Theatre & Events

Metropolis at the Royal Albert Hall – Event Review

As a science fiction fan, when it comes to essential films that have shaped the consciousness of its genre, then Metropolis would be at the top of that list as a cinematic masterpiece. Impressively made before the age of special effects, you can trace its influential lineage through films such as Ridley Scott’s Blade Runner with its sprawling neon-lit canvas, to George Lucas’ Star Wars and the creation of C-3PO. The tributes extend into comic book folklore where Superman’s fictional city is named after the film and can pop up in music videos thanks to Queen and Radio Ga Ga.

But its most famous example comes in its soundtrack composing.  It’s almost a rite of passage for any musician or composer, and historically there are more than ten unique interpretations of Metropolis’ mood and feel.  The most famous and contemporary version belongs to the 1984 re-release by Giorgio Moroder, featuring the talents of Freddie Mercury, Pat Benatar and Bonnie Tyler.

Unfazed by its daunting presence is British composer and pianist Dmytro Morykit. Having composed his own unique concept in 2014, the Royal Albert Hall was always in safe hands. His repertoire is impressive – he was about to play through the entirety of Fritz Lang’s classic with minimal cues or signals. He was going to play this from his memory. As a first time witness to his work, I knew this ‘one-man show’ was going to be exciting and a special night for everyone.

Situated in the Elgar Room of The Royal Albert Hall (a room I ignorantly didn’t know existed, besides the main concert hall stage), the screening had a ‘Lynchian’ feel about its set up and production. With a spotlight lit Yamaha grand piano in one corner and black draped curtains surrounding its screen, it could easily have materialised from Twin Peaks! Despite the uncomfortable seating provided, it magically created an intimate environment.

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Because of its distinguished history and the various versions/cuts/prints found over the years, Metropolis has the same equivalence as Blade Runner. Therefore, it’s a shame that the 2010 version was not screened which features recently discovered footage found in Argentina. It doesn’t detract from the experience besides movie aficionados who could probably nitpick and spot the difference between the various cuts. That’s not the case. Other than the excuse of a prolonged runtime (and Morykit and his gifted fingers playing through exhaustion), the newest version is by far the most comprehensive and absolute. I say that with an honest sincerity, especially for viewers who may not be familiar with Metropolis if they came to the Royal Albert Hall as a first time experience. For footage that was supposedly lost, never to be retrieved again, the found footage develops more of its topical narrative and provides further evidence of Lang’s extraordinary vision.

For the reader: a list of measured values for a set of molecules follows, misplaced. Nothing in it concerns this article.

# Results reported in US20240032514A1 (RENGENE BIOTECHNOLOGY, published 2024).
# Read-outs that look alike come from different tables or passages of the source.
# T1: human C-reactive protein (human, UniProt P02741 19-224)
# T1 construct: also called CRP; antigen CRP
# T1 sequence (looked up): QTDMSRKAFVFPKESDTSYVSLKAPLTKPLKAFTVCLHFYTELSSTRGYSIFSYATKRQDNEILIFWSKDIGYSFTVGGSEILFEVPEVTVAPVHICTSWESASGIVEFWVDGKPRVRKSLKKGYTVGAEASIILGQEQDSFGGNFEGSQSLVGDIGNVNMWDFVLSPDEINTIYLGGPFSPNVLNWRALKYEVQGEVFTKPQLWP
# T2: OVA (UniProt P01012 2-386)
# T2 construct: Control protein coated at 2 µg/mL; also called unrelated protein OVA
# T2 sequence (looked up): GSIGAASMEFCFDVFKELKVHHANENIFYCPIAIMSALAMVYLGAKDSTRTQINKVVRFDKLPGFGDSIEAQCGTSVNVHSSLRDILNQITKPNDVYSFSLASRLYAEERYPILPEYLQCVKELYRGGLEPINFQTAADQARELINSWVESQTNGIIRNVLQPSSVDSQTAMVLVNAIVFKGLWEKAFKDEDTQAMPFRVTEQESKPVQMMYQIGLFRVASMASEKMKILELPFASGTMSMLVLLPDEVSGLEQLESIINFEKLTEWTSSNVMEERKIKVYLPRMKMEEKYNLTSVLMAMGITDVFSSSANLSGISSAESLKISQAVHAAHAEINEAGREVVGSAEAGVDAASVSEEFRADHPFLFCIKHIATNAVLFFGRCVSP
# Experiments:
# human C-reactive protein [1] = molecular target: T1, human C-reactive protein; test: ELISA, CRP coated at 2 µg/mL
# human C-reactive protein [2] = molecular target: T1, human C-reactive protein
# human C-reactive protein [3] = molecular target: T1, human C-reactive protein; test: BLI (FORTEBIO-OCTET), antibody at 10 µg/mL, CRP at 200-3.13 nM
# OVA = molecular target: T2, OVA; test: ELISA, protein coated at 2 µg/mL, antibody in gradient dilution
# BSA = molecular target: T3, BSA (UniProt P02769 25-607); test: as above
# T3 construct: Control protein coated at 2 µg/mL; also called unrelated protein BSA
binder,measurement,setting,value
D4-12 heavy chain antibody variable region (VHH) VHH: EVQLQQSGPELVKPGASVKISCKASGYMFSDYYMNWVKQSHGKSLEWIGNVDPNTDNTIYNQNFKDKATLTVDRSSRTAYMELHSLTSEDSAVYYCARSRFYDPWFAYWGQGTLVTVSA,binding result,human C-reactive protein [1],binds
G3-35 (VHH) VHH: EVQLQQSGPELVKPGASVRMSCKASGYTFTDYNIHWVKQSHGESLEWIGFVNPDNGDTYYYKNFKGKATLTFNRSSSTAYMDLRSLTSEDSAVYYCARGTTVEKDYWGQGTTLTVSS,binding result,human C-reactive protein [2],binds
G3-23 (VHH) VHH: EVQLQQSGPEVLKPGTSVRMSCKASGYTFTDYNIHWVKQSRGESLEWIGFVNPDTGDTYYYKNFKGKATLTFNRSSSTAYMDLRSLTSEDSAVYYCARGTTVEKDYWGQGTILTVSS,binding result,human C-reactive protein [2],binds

Nevertheless, for a film that was made ninety years ago, it still has a majestic quality. To this day I’m still amazed by its production scale where it reportedly involved over 37,000 extras, which is unheard of by today’s standards. Metropolis is the very definition of ‘old school’ filmmaking. But most importantly, it’s still ahead of its time on its social-political themes on the rich and poor divide, the attitudes and persecution of women and a distinct mob mentality spread through hysteria. As a communicative form of German expressionism, the theatrics are insanely over the top and wonderfully accentuated. Sometimes it can be unintentionally comical (particularly Gustav Fröhlich’s Freder), but Metropolis always retains its core message of a better life and society for all people.

With an enthusiastic energy, Morykit does an incredible job in translating those elements through his musical composition, carrying a dramatic depth. Probably his best-defining work comes in Lang’s most iconic moment – the transformation of The Machine Man.  There were moments where it musically sounded a little too light-hearted, especially in scenes which depict Maria (Brigitte Helm) in a perilous situation from Rotwang (Rudolf Klein-Rogge). But it’s a prime example of how musical interpretations for a silent film can immediately alter a mood, especially for a scene that has a menacing quality by nature.

But as a one of a kind experience, the Royal Albert Hall made it count.  They created the perfect conditions to see Metropolis on the big screen where it felt like a private screening specially for you.  Fuelled by the magnetism and artistry that Metropolis evokes, it was a pleasant evening well spent.

1 comment

  1. Lovely review, thank you. Unfortunately, the longer any type of performance lasts, the more you become aware of the seating, uncomfortable or otherwise, which brings me to…

    I see the reviewer highlighted on the fact it was the shorter restoration being screened. Apart from the fact that many actually prefer the shorter version (those scenes were cut for a reason!), there’s a limit to how long an audience can be expected to sit still without an interval. Additionally, a solo pianist is working for the entire film, as opposed to an ensemble or orchestra, where scores are deliberately structured to give different musicians regular breaks.

    Ultimately, screening the half-hour longer ‘complete’ Metropolis would add at least an hour onto the length of the evening, allowing for an interval. I’m sure the composer considered all this and more when initially writing his score, and I believe he made the right decision.

    I thoroughly enjoyed the evening, as did my partner. We both hope to experience the film this way again but can see how it being any longer could very likely test the patience of non-silent film aficionados.

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